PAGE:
Birds and the Bees

Bart is 8 now, but as a consequence of being in the school swimming team, he is often hanging around with children that are that bit older than him. Consequently his vocabulary has received a little more colour. I am not saying that he is using swear words, but he is now aware of them (even through a thick scouse accent). The problem is he is curious of anything that seems like it is being kept a secret from him.

Which brings me to a conversation I had with a friend a while back. We were discussing this and he told me that he had had the “Birds and the Bees” talk with his 8 year old. I was horrified at the prospect. Surely this is the conversation you have with a teenager, not my little boy. He may not exactly be pure but he is still rather innocent. But as he pointed out to me, he will have received much of the information from his peers by that age, this way I am in control of how it is delivered, making sure that I can explain that it is intended in the context of a loving relationship and most importantly … not until he is at least 35! 🙂

This conversation was a couple of months back, and I have resisted “The Talk” with every fibre of my being, I truly would love to take the ostrich approach, but unfortunately it is looking more and more imminent. I do want to be the one that talks to him, I do want him to feel that he can talk to me about these things, and I also feel that if I talk about it now, I may be able to set up that dialogue with him before the adolescent embarrassment kicks in and every word has to penetrate a veil of awkwardness.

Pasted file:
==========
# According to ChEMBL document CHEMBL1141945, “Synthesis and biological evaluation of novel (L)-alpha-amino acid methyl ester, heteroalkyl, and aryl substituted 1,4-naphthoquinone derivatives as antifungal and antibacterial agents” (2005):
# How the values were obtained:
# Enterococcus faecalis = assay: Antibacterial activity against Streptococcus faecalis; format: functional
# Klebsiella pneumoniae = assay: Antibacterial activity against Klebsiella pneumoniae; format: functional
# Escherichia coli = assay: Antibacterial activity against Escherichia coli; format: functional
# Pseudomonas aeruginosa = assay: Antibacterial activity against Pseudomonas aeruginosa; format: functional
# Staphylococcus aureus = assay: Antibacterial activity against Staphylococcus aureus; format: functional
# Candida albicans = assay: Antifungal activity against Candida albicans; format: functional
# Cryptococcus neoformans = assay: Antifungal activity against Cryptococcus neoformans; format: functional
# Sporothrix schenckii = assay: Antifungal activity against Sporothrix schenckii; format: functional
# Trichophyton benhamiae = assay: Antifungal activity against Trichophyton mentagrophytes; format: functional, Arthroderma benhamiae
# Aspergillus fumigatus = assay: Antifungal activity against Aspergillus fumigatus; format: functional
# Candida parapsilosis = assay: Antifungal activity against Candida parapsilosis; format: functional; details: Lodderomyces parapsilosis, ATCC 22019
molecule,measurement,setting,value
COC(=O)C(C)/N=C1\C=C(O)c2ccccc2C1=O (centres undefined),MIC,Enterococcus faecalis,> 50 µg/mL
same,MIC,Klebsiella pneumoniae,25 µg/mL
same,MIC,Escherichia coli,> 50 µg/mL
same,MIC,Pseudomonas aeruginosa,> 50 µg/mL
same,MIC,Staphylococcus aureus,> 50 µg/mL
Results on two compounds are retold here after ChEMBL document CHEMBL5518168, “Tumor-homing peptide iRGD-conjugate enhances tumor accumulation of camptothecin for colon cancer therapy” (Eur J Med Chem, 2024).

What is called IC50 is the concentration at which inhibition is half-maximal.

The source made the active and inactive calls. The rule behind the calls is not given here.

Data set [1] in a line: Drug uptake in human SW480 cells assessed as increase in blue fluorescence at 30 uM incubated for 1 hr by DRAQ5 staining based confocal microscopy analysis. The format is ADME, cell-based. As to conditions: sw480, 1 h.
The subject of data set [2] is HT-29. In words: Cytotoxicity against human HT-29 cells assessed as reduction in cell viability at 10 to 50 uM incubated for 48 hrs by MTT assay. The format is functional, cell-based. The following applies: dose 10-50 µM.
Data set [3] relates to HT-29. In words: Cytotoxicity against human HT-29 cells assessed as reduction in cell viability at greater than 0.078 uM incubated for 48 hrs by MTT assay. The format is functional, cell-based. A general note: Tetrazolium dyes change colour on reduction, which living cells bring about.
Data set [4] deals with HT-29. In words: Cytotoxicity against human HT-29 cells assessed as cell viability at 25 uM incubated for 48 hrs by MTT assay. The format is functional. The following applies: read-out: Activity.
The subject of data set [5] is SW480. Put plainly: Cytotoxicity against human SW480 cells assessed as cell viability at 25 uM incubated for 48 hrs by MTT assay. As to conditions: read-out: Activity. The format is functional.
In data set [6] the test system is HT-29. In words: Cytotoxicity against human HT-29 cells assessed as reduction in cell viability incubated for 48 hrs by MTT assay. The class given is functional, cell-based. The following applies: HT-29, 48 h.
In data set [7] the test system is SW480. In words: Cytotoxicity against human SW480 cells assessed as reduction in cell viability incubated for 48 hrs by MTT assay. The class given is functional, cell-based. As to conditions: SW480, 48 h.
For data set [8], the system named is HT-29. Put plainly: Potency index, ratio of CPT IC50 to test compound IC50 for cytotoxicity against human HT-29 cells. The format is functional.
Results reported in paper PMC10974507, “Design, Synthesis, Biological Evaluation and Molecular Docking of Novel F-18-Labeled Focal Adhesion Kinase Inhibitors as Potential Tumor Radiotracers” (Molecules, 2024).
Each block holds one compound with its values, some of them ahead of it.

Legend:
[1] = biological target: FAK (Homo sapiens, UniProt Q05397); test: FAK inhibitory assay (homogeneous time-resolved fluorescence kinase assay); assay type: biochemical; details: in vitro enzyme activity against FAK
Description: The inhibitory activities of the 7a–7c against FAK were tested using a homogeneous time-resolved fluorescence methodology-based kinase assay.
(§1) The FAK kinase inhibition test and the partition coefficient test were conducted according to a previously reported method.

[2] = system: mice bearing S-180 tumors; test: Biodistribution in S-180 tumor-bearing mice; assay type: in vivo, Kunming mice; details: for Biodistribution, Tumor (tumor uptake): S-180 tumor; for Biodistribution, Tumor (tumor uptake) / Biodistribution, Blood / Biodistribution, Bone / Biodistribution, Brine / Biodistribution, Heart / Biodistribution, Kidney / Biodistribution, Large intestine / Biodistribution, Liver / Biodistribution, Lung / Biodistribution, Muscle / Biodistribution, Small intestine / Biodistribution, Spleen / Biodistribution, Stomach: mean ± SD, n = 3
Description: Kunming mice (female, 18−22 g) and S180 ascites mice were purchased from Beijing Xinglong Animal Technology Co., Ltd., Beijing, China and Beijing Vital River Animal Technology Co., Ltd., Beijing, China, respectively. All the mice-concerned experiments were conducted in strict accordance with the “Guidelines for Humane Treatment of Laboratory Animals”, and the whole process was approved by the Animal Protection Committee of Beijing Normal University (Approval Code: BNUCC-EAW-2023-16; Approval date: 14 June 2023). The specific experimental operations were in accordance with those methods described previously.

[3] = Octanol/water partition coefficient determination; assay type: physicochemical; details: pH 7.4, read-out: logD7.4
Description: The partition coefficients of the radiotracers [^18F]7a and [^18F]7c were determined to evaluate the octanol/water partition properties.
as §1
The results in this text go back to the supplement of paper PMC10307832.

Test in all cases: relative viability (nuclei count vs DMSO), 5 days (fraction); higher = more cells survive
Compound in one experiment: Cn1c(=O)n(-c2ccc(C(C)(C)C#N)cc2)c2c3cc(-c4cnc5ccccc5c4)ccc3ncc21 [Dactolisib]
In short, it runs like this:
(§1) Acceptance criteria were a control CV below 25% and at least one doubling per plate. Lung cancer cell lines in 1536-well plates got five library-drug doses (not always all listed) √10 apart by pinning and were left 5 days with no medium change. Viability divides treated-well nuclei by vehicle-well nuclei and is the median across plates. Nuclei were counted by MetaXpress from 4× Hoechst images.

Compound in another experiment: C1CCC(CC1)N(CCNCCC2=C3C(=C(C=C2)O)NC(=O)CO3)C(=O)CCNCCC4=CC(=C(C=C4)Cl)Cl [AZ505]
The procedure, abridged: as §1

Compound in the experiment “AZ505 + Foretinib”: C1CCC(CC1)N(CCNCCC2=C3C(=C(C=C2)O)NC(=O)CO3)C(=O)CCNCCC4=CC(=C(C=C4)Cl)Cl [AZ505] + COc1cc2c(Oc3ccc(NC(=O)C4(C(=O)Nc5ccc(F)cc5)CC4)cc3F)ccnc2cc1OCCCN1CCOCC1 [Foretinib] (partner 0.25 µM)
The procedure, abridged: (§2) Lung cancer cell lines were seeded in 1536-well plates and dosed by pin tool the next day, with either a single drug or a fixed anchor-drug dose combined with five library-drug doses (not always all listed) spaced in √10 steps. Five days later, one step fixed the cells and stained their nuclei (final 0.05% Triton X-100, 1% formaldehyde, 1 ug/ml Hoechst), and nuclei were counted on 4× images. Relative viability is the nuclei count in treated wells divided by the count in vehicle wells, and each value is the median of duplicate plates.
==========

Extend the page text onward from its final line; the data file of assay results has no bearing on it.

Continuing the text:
So what do people think? Should I talk to him before he receives the school yard version? Is it wrong to talk about the birds and the bees to a child that still believes in Santa Claus?

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9 Responses to Birds and the Bees

  1. BookMama says:

    All I can say is I’m SOOO glad that Tim gets to have the “birds and the bees” talk with BB – that gives me another 5 or so years until I have to have it with LS.

    On a related note, BB is also learning more “colorful” language from peers or, in this case, the bathroom wall at school. He recently announced that he knew the worst bad word and proceeded to spell it (he was right on both counts) but that he never said it. He brought it up again last week and said that he didn’t know how to use the word. I’m not sure whether that means he’d use it if he knew how, but I quickly changed the subject!

  2. RC says:

    Hmm… Good question, but I’m not certain I have the answer. I think you should start with some of the basics, yes (boys and girls are different, etc.), but I’m not certain if I would do the full-blown talk until closer to ten or eleven. That is just my opinion, though.

    This is one of those where I’ll truly have to wait and see how things develop with Little Dude, before I make a full commitment on when to have that talk. I do think it depends on the maturity level of your child, more than the age, though.

  3. Elena says:

    Oh man, this is a tough one for me too. My mother could hardly get the terms out of her pursed lips when she tried to talk to me about it, so I don’t have this learned method of being ultra-cool and informative.

    I try to leak it to them slowly as they ask questions, at whatever age, and keep lots of books handy.

    Good luck to us!

  4. Daisy says: